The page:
- How much retirement income may my IRA provide?
Your retirement income can vary widely depending on what type of IRA holds your savings and what assumptions you make about return and tax rates during the accumulation and withdrawal periods. Use this calculator to help estimate your monthly and annual income from various IRA types.
- I'm self-employed, how much can I contribute to a retirement plan?
Compensation for a self-employed individual (sole proprietor or partner) is that person's earned income.* The starting point to determine the individual's earned income is the net profit amount from the Schedule C (or Schedule K-1 for a partnership). Use this calculator to determine your maximum contribution amount for the different types of small business retirement plans, such as Individual(k), SIMPLE IRA or SEP-IRA. *Earned Income = Net Profit – 1/2 of Self-Employment Tax – Contribution
- Net unrealized appreciation (NUA) vs. IRA rollover?
Consideration of NUA strategy is important if you are distributing highly appreciated employer securities from your prior employer's qualified plan, such as 401(k). Cost basis, the value of the employer contribution on your behalf is subject to ordinary income tax upon distribution. In addition, the 10% early distribution penalty may apply unless you have an exception (i.e. attained age 55 or older and separated from service). Taking in kind distribution allows the appreciation (NUA) above the cost basis to be taxed at the more favorable capital gains tax rate. For this reason, upon separation from service it may be more tax advantageous to transfer the employer securities to a regular taxable account instead of rolling the asset into an IRA where future distribution will be taxed as ordinary income.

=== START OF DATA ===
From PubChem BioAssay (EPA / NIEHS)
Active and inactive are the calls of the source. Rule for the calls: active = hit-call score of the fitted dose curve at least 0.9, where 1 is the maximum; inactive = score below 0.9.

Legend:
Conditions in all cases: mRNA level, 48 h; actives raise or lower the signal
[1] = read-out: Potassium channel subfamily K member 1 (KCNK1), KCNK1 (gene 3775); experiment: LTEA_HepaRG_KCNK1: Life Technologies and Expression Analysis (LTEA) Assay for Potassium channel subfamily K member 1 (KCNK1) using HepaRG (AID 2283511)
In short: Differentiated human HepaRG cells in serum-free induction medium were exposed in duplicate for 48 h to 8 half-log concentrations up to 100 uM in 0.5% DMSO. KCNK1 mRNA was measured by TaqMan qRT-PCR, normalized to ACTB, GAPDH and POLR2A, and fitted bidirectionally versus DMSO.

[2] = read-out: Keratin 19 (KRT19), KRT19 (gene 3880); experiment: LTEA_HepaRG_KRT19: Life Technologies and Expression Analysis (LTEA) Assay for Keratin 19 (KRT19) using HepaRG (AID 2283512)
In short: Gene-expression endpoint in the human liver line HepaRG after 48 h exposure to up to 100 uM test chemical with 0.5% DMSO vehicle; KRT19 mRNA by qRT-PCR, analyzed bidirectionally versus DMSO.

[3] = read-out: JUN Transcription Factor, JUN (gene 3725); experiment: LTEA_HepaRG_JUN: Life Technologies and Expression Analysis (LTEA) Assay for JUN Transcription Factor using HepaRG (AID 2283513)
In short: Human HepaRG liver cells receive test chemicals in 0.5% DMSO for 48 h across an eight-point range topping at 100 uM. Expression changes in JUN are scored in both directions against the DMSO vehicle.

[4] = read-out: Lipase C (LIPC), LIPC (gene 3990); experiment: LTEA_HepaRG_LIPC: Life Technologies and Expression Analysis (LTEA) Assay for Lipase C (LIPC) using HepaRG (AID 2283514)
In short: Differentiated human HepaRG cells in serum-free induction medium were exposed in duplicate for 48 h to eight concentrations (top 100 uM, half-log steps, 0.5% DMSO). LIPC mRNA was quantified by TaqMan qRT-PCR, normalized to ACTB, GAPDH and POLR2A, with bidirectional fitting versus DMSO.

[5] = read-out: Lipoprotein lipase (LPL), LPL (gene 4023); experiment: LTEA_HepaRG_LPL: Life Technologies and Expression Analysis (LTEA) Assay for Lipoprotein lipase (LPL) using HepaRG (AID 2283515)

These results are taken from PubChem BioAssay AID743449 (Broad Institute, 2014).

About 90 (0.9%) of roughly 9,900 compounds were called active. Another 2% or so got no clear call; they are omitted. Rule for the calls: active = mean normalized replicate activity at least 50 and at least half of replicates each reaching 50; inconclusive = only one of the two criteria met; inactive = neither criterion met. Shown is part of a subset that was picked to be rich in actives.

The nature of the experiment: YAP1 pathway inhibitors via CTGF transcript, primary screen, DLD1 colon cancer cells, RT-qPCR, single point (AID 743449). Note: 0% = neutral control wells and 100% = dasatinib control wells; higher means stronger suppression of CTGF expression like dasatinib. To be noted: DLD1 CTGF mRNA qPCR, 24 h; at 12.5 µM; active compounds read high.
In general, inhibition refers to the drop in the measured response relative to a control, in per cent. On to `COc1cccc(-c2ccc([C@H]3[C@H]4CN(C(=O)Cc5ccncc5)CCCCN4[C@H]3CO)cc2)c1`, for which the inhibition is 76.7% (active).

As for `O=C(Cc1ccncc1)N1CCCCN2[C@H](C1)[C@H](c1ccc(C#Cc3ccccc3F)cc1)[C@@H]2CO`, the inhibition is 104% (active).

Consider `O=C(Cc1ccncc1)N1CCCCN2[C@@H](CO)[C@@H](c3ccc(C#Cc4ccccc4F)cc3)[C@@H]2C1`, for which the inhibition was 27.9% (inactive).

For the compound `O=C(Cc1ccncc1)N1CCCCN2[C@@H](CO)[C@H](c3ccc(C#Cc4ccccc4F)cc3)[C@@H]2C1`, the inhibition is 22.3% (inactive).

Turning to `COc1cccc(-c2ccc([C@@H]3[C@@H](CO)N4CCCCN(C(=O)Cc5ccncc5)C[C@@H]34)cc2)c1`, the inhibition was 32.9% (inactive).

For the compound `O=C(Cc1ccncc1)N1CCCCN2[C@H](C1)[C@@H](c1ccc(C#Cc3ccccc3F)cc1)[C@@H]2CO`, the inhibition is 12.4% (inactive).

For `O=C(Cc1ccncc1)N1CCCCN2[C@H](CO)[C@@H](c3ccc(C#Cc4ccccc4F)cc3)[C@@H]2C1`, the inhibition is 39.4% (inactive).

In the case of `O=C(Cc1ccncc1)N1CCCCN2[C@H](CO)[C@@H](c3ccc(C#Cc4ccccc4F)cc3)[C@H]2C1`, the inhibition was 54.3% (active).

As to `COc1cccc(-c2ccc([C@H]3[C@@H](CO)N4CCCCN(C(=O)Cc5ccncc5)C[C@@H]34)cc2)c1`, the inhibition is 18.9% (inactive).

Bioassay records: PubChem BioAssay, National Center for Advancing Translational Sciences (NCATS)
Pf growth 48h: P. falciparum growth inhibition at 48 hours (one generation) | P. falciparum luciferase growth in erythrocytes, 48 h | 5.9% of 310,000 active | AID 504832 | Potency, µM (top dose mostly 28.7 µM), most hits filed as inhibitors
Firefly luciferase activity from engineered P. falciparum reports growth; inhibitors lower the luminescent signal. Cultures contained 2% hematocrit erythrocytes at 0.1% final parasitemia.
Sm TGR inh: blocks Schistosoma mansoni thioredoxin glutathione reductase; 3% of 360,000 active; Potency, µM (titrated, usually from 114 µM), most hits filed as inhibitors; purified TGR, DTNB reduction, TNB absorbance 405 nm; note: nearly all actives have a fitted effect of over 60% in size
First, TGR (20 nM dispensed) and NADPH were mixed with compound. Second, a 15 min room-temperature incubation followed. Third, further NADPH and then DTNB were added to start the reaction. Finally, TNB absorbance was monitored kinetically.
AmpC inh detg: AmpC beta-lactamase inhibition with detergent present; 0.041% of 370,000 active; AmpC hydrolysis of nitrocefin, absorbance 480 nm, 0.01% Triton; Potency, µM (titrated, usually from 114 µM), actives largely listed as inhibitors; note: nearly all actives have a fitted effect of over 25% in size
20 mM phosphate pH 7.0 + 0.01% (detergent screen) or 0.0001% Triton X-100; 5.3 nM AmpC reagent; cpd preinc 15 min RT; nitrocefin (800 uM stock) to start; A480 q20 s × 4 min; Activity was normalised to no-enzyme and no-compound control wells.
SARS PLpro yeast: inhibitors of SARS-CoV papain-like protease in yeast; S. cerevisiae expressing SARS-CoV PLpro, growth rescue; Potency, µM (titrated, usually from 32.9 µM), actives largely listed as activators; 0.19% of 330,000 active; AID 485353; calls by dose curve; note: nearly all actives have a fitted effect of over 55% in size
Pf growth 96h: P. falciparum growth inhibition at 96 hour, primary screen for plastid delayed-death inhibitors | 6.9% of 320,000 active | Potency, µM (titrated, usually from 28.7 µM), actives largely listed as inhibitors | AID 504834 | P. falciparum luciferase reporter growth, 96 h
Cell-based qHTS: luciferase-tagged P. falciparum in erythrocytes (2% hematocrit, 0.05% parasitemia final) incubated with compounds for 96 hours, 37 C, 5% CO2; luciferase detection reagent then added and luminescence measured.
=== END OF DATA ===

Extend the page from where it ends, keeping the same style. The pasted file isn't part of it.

- Should I convert to a Roth IRA?
Roth IRA is a great way for clients to create tax-free income from their retirement assets. Yet, keep in mind that when you convert your taxable retirement assets into a Roth IRA you will generally pay ordinary income tax on the taxable amount that is converted. The conversion amount is not subject to the 10% early distribution penalty. Your tax-free potential is maximized if you pay the taxes from your current income or personal savings and not from your IRA. Individuals of all income levels are eligible to convert to a Roth IRA.
- What are my lump sum distribution options?
You've spent a long time accumulating funds in your retirement account. When you retire and take distribution of your funds you have many options to consider.
- What are my Stretch IRA distributions?
By naming a beneficiary on your IRA account it will provide the beneficiary the opportunity to "stretch" out the IRA proceeds over his/her life expectancy. This gives the beneficiary more time to take advantage of tax-deferral status of the IRA assets. Use this calculator to provide a hypothetical projection of the required minimum distributions for you and your beneficiary. Please keep in mind that distributions will be subject to any applicable federal and state income taxes.
- What is my current year required minimum distribution?
Current tax law specifies that once you reach age 70 1/2, you must begin taking RMDs annually from your IRAs and other retirement plans. Generally, the RMD amount is determined based on your prior year's IRA balance of all of your IRA assets divided by your life expectancy. If RMDs are not taken annually, you may be subject to an additional 50% penalty for the amount you were supposed to take. Please note this tool is designed to provide an estimate for individuals age 70 1/2 or older.
- What is my projected required minimum distributions?
Current tax law specifies that once you reach age 70 1/2 you must begin making taxable withdrawals from your Traditional IRAs and many other retirement plans. These minimum distributions are calculated annually based on your age, account balance at the end of the previous year, marital status and spouse's age. If you do not meet the annual minimum distribution, you may be subject to a 50% penalty on your underpayment, plus ordinary income tax as the funds are withdrawn.
- What is the impact of borrowing from my retirement plan?